Although approximately 20-40% of patients with AF are asymptomatic, the vast majority of patients present with symptoms [3]. In general, the approach to asymptomatic patients usually involves a rate-control strategy, whereas symptomatic patients tend to prefer rhythm-control. Radiofrequency (RF) catheter ablation is a successful therapy for eliminating AF and reducing the symptomatic burden in patients with this arrhythmia. Pulmonary Vein Antral Isolation (PVAI) has become the primary ablation strategy for catheter ablation of AF [4]. Success rates vary based on patient characteristics, comorbidities and operator experience, but in general those patients with paroxysmal AF undergoing pulmonary vein isolation have success rates with freedom from atrial arrhythmias approaching 80-85% [5],[6]. Unfortunately, these outcomes have not been realized when PVAI alone is carried out in patients with non-paroxysmal AF where freedom from atrial arrhythmias is closer to 50-60% [7].

Current indications for catheter ablation as proposed by three societal guidelines are outlined in [table 1] [2],[4],[8].These indications continue to evolve over time as catheter ablation has been shown to be more effective in maintaining sinus rhythm as compared to antiarrhythmic drugs (AADs) and the rate of adverse pre, peri and post-procedural events, though not trivial, is comparable to that associated with AADs [2],[9]. Given the disparity in outcomes surrounding paroxysmal and non-paroxysmal AF after PVAI, multiple adjunctive ablation strategies have been described with varying rates of success; the subject of which is discussed below.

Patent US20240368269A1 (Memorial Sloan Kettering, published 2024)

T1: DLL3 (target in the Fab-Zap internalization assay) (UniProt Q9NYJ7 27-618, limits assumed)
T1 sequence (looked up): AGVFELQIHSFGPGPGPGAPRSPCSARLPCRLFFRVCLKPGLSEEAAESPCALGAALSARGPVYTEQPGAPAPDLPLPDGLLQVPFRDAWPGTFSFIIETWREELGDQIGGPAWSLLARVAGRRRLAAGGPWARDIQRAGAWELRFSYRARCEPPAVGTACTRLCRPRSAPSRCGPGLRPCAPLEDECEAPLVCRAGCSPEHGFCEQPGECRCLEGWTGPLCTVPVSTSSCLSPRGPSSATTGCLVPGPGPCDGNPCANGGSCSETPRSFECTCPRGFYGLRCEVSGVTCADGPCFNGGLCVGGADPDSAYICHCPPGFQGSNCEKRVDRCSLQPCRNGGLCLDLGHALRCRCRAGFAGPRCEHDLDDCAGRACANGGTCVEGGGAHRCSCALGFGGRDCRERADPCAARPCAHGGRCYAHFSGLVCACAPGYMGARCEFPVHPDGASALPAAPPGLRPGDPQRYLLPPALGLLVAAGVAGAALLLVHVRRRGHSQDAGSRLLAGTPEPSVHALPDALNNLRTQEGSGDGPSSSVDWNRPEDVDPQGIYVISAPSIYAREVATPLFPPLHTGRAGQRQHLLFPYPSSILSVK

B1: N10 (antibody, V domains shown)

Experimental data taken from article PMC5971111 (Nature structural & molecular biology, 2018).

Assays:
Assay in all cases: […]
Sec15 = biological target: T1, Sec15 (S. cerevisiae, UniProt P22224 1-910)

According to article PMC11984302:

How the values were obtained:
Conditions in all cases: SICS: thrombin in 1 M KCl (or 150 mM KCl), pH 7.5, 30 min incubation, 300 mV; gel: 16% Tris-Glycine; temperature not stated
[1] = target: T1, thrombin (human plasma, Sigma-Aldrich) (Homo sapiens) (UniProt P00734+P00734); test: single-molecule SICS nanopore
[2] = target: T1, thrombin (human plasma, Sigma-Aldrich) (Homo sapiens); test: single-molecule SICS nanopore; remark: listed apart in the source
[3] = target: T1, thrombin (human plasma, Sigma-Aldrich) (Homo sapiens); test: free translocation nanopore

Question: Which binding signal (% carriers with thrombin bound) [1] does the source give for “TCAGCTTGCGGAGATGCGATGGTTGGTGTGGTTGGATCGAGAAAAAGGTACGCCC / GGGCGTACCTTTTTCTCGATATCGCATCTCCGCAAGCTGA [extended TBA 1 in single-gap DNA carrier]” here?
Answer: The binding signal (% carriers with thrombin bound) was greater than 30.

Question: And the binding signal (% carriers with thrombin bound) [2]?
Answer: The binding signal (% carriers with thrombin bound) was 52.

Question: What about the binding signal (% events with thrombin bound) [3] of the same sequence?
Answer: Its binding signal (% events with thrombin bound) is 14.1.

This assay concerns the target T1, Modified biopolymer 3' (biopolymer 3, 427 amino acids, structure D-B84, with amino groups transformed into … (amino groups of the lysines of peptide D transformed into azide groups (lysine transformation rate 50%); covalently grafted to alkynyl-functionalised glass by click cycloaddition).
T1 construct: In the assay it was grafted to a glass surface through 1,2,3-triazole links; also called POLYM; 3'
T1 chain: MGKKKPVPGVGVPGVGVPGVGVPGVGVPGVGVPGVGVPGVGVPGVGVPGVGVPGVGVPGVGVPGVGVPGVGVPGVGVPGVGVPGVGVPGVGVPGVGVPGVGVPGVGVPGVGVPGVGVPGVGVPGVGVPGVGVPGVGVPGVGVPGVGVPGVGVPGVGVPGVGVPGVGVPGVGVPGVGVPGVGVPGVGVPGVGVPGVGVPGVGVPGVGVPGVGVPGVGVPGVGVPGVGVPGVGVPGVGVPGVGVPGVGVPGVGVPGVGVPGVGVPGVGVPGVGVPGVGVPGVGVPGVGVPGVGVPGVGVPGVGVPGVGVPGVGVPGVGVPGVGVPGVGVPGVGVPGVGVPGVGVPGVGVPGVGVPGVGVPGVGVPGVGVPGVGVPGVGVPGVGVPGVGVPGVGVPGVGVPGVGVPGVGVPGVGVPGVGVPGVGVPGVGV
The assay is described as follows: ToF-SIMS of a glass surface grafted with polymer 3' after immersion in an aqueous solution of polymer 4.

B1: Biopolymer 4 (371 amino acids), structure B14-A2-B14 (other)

Table 1
Indications for catheter ablation for symptomatic non-paroxysmal AF as defined by different societal guidelines.

Adjunctive Modalities for Non-Paroxysmal Atrial Fibrillation

Adjunctive therapies have been developed and studied in an attempt to increase success rates after PVAI in patients with non-paroxysmal AF. These methods, described below, include left atrial posterior wall (LAPW) ablation, non-pulmonary vein trigger ablation of the superior vena cava (SVC), inferior vena cava (IVC), left atrial appendage (LAA), coronary sinus (CS), and vein of marshall (VOM), complex fractionated atrial electrogram (CFAE) ablation, and rotor ablation. It is important to note that these therapies occur in conjunction with PVAI or on repeat catheter ablation.